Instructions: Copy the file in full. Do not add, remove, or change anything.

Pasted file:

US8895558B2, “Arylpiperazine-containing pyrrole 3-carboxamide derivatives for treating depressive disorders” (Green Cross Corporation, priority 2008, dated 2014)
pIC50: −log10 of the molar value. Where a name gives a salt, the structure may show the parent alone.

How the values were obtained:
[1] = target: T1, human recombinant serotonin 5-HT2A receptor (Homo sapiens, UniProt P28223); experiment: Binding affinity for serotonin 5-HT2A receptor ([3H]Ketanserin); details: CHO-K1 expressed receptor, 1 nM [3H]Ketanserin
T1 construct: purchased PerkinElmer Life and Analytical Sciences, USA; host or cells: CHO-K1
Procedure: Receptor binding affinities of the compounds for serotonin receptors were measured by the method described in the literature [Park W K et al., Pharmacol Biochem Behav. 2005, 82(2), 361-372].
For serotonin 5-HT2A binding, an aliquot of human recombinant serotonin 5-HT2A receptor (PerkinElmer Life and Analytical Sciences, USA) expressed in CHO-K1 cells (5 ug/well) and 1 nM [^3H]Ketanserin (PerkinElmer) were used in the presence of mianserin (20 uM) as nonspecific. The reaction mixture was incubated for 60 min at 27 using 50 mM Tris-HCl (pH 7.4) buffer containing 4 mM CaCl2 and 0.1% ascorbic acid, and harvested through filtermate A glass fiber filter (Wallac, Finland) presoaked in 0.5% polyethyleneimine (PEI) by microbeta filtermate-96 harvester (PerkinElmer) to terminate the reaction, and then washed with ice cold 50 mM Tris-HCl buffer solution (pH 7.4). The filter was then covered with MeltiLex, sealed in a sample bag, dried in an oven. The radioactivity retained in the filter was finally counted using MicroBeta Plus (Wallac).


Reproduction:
US8895558B2, “Arylpiperazine-containing pyrrole 3-carboxamide derivatives for treating depressive disorders” (Green Cross Corporation, priority 2008, dated 2014)
pIC50: −log10 of the molar value. Where a name gives a salt, the structure may show the parent alone.

How the values were obtained:
[1] = target: T1, human recombinant serotonin 5-HT2A receptor (Homo sapiens, UniProt P28223); experiment: Binding affinity for serotonin 5-HT2A receptor ([3H]Ketanserin); details: CHO-K1 expressed receptor, 1 nM [3H]Ketanserin
T1 construct: purchased PerkinElmer Life and Analytical Sciences, USA; host or cells: CHO-K1
Procedure: Receptor binding affinities of the compounds for serotonin receptors were measured by the method described in the literature [Park W K et al., Pharmacol Biochem Behav. 2005, 82(2), 361-372].
For serotonin 5-HT2A binding, an aliquot of human recombinant serotonin 5-HT2A receptor (PerkinElmer Life and Analytical Sciences, USA) expressed in CHO-K1 cells (5 ug/well) and 1 nM [^3H]Ketanserin (PerkinElmer) were used in the presence of mianserin (20 uM) as nonspecific. The reaction mixture was incubated for 60 min at 27 using 50 mM Tris-HCl (pH 7.4) buffer containing 4 mM CaCl2 and 0.1% ascorbic acid, and harvested through filtermate A glass fiber filter (Wallac, Finland) presoaked in 0.5% polyethyleneimine (PEI) by microbeta filtermate-96 harvester (PerkinElmer) to terminate the reaction, and then washed with ice cold 50 mM Tris-HCl buffer solution (pH 7.4). The filter was then covered with MeltiLex, sealed in a sample bag, dried in an oven. The radioactivity retained in the filter was finally counted using MicroBeta Plus (Wallac).